Crouching Tiger, Hidden Gentle Dragon!
Manufacturer website: qdc. Could be purchased from authorized retailers like MusicTeck.
I shared these brief impressions on Head-fi in Watercooler thread, and mirroring it now on Tw6 for future reference.
Intro / Design.
Tiger is qdc latest IEM release featuring 6BA + 2EST, reasonably priced under $1.5k. It has average impedance of 15ohm, and sensitivity of 105dB which is a bit lower and requires a few extra clicks of volume relative to other IEMs. But they are still very easy to drive from any source. According to qdc, the design of Tiger was based on their flagship V14 crossover and the tuning is based on their 8HiFi IEM model.
I think it caught many people’s attention due to its unique shell design, celebrating 2022 Year of the Tiger. The shells are made from titanium and the faceplate has tiger claw mark cutout with rose gold plate underneath, creating an eye-candy 3D effect. The shell itself is universal with a custom-like shape, though the nozzle is a bit short. But that “custom” shape of the shell makes them go in deeper with a comfortable fit, at least for my average size ears.
The 2pin socket is typical of qdc, protruding outside with a cable connector housing that wraps around it for extra security. But, according to qdc, pins are standard 0.78mm and I tried it with other 2pin cables, seems to work OK. The cable fit is a bit tight, but it works and I didn’t notice reverse polarity when trying other cables. The stock cable looks like qdc standard with hybrid wires, copper/SPC, but this time they are using a modular plug so you are covered with all popular SE and BAL options.
I only borrowed this pair from Musicteck, out of curiosity to check out the tuning, so I didn’t receive the full packaging. But from their product listing, Tiger also comes with qdc flagship leather storage case, the same one they featured with V14.
While using LPGT and N8ii sources, I hear qdc Tiger to have a very spacious sound with a balanced W-shaped sig and a warmer natural tonality. The bass extends deep with a relaxed laid-back presentation (less aggressive mid-bass) and a bit more emphasis on sub-bass. Mids have fuller body with plenty of clarity, natural detailed tonality, and slightly forward presentation. Treble is clear, detailed, and sounds very natural. Not as airy, but also not rolled off and with just enough sparkle to give the sound its clarity and resolution. The soundstage is BIG, and I was actually impressed with the width, the depth, and the height of the expansion.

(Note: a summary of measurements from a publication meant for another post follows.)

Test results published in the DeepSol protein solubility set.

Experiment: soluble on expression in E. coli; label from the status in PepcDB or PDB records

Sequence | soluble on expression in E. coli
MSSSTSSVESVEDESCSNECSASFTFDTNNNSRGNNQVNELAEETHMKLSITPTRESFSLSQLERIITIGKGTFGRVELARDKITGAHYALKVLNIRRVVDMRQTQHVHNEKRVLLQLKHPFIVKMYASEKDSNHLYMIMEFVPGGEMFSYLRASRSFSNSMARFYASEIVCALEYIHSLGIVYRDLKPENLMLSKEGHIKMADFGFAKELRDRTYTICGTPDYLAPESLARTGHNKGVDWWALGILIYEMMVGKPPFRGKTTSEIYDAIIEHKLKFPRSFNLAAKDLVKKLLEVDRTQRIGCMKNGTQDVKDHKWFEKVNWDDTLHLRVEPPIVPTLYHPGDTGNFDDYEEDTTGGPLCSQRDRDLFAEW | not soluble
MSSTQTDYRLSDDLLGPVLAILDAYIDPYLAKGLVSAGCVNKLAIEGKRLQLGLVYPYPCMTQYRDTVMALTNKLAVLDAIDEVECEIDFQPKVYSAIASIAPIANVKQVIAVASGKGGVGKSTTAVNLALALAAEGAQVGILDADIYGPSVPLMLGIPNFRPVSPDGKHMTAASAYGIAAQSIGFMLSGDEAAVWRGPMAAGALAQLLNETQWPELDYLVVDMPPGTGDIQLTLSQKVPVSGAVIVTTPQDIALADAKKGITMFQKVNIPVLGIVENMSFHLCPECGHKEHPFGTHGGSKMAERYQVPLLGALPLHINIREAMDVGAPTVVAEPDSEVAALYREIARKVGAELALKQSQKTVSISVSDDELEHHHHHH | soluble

The sound does scale up with cable upgrade, and luckily you can use other 0.78mm cables. For example, with Liquid Links Venom, bass is faster, tighter, mid-bass punches harder, and lower mids are a bit less colored. With something like PWA First Times, I hear a tighter bass, though not the same level of mid-bass impact like with Venom, and also lower mids have a bit more transparency. But in general, it is not necessary to replace stock cable, but I do encourage to cable-roll if you have other cables.
For those who are interested, here is FR measurement:
Overall, qdc Tiger has a smooth, natural, detailed sound with a warmer tonality. I found it to have all-rounder tuning that works great with any genre, especially vocal tracks for those who enjoy fuller body natural timbre. Considering so many kilobuck releases, it is refreshing to see a great looking and nicely tuned IEM which is also reasonably priced.
5 thoughts on “In-a-Snapshot: qdc Tiger”
I own the tiger and i really like them. Do you think getting a u12t is worth the upgrade?
U12t is a timeless classic, seems to be after all these years, but it is not the upgrade, more like a side-grade if you want more bass and thicker lower mids.
thanks.. almost pull the trigger on the u12t.
save me lots of money. i want to replace stock cable
cause i hear noise when i plug them on my hugo2.
im lookin at the LL conti or any Effect audio base cable.
Hey, I wonder if I am after accurate timbre of unplugged instruments, like a grand piano or a flute, how well would Tiger do?
I tried RS10 and have been using RSV. RSV sounds fine to me but gets a bit congested with a lot of instruments (classical recordings). RS10 on the other hand sounds more accurate, less congested and its treble feels clearer yet softer (I like it), but I do wish it has a bit less emphasis on 2kHz-5kHz. It tires me after a 30-mintue session (plugged in a Topping DAC+AMP stack, low gain).
Tiger’s nozzle look more comfortable than RSV/10 but it has quite a lot less 3kHz gain than both, would Tiger sounds too coloured/warm/smooth for unplugged instruments?
If you are after the accuracy, RS10 is probably your best bet. Tiger will be too colored for you, warmer than what you are looking for.